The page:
“Oops you did it again, got lost in my bag, oh birth control pills.” If you’ve been singing that tune lately—or the condom broke, or your vaginal ring fell out, or you’re on antibiotics that mess with the effectiveness of your pills—you may be considering emergency contraception.
Commonly referred to as the morning-after pill, there are actually two types of emergency-contraception pills that delay or inhibit ovulation: the progestin-only morning-after pill, and ulipristal acetate tablets (a mouthful, we know). Your other option is a copper IUD, which prevents sperm from reaching the egg. If you’re already pregnant, none of these methods will affect the pregnancy or trigger an abortion. (The pills aren’t abortion pills.)
To save you a bunch of panicked Googling, here’s what you need to know about EC and how to get it no matter which state you live in.
What’s my timeline?
The morning-after pill works best when you take it within three days of having unprotected sex. The sooner you take it, the better it works. Ulipristal acetate tablets are effective for up to five days afterward. (Worth noting: There’s evidence that morning-after pills have a higher failure rate in women over 175 pounds. But doctors say there’s not enough to suggest you shouldn’t still take it.) And you can get an IUD no more than five days after you’ve had unprotected sex.
Do I need a prescription?
Regardless of how old you are, you don’t need a prescription for the progestin-only morning-after pill, but you do need one for ulipristal acetate. A doctor or nurse will need to insert the IUD.
Does insurance cover EC?
Under the Affordable Care Act, most private health plans must cover all birth control, including EC, as prescribed. And you shouldn’t have a copay, even if you haven’t met your deductible. If you have Medicaid, most states cover at least one form of EC. If you work for a religious employer, you may have to pay out of pocket.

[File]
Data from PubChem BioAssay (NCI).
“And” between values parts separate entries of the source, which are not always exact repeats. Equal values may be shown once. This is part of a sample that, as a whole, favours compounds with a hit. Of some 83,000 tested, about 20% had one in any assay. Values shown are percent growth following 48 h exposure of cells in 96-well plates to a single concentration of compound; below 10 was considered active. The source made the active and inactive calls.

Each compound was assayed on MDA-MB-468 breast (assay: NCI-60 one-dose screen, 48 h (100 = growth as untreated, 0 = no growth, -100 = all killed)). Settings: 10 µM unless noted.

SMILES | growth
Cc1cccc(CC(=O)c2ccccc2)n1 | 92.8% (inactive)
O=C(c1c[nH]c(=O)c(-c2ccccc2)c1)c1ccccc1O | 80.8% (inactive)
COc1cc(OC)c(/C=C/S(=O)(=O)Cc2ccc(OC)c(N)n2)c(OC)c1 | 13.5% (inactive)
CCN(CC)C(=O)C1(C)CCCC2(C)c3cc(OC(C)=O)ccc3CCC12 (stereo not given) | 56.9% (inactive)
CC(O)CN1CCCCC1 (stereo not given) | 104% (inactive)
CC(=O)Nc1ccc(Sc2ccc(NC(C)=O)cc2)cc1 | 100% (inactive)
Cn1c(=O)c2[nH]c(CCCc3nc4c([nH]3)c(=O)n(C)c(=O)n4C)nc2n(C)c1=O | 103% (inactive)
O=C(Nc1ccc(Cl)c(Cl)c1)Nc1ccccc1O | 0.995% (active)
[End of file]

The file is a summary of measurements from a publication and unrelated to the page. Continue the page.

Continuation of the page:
OK, but what if I buy it over-the-counter?
In most states, if you buy the morning-after pill over the counter, you’ll have to pay the retail price, which is between $35 and $60. That doesn’t necessarily mean you need to go to the doctor for free EC, though: In 10 states (Alaska, California, Hawaii, Maine, Massachusetts, New Hampshire, New Mexico, Vermont and Washington State), pharmacists can prescribe progestin-based pills.
Can the pharmacist refuse to give it to me?
Yes, in a few states (Arizona, Arkansas, Idaho, Georgia, Mississippi and South Dakota). In some of those states, the pharmacist must refer you to another staff member who can help you, or tell you where else you can purchase EC. If he or she refuses to cooperate, ask to speak to someone else. You may need to find another pharmacy or try calling your doctor.
Where exactly can I find it?
You’ll need a doctor or nurse to insert the IUD. You can buy the morning-after pill at pharmacies, in the family-planning aisle of major retailers (think Target and Walmart), online, and at Planned Parenthood. The same goes for ulipristal acetate, but before you can buy it online, you’ll need to go through a free online medical consultation in order to get a prescription.
Can I stock up in advance?
Yes. Though EC pills do have a shelf life, it’s usually years long. If you’re buying them for future use, check the expiration date, and make a note of it on your calendar so you can restock before then if necessary.
Can someone else buy it for me?
There’s no law that says the person purchasing EC over the counter has to be the person who plans on taking it. Anyone can buy it, regardless of their gender or age. Though prescriptions for EC can be issued only to the patient, someone else should be able to pick up the prescription for you.